About 200 people gathered Saturday at a Greenwich Village church for the funeral service led by the former Roman Catholic archbishop of New York, Cardinal Edward Egan.
Egan presided over the ceremony at the Church of Saint Joseph as Avonte's parents and brothers sat stoically in a front pew, next to a white casket holding the remains pulled from the East River last week.
"This morning we are grateful to God for Avonte Oquendo, for his life, for his courage, and for the acts of goodness and kindness that his life and his tragic disappearance evoked among us," Egan said. "We know that he is safely in the embrace of the father in heaven and we thank that father in heaven for the years we had with him in our midst."
Many of the volunteers who handed out flyers with his picture on them and helped the search effort arrived at the church Saturday to pay their respects. The city Medical Examiner's Office confirmed Tuesday that DNA tests on the human remains found in Queens matched them to Avonte.
Oquendo's mother was notified early Tuesday afternoon, officials said, and the family's attorney said she was inconsolable. The cause and manner of death are pending.
"She finally just broke down," David Perecman said of his phone call to her. He said it was the first time except for brief moments that he'd seen her cry that much.
Perecman said the family intends to file a wrongful death lawsuit against the city, alleging that school officials failed to monitor the boy or call the police quickly enough when he left the school.
"Now that the inevitable, unfortunately, has occurred, undoubtedly she'll go through a metamorphosis of a sort, and I'm sure she'll get good and angry," he said.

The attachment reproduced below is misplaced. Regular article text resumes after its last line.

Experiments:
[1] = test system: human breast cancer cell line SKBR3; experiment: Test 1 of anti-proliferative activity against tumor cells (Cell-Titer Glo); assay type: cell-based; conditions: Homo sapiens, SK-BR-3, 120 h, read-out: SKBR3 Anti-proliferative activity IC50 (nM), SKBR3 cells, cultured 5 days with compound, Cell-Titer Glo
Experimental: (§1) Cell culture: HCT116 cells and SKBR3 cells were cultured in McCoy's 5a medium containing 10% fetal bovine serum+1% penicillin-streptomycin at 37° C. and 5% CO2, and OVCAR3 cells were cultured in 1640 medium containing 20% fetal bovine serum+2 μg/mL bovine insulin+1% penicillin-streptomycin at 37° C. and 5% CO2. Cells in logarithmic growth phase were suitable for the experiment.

Perecman says he will file the legal claim on behalf of the family. Avonte's remains were found at the edge of the East River last week.
"There were so many things that went wrong, it befuddles the mind," he said.
A teenager shooting photos for a school project noticed the arm on the riverbank last week. Police then found the lower part of a torso and legs on the rocks at low tide, along with black Air Jordan sneakers, white socks and tattered denim jeans. A part of a skull and teeth were recovered a few days later.
For weeks, family, friends and strangers searched for Avonte. His missing poster was plastered in the subways, poles and windshields as part of the all-out effort to find him.
"We all hoped so much that we would find him," said volunteer Waundell Saavedra.
The body parts were found at least 11 miles from where he was last seen. Though the remains were found upriver, past densely-populated shoreline and the Rikers Island jail, the East River is a tidal strait with strong currents that reverse flow many times a day.
The Associated Press contributed to this report.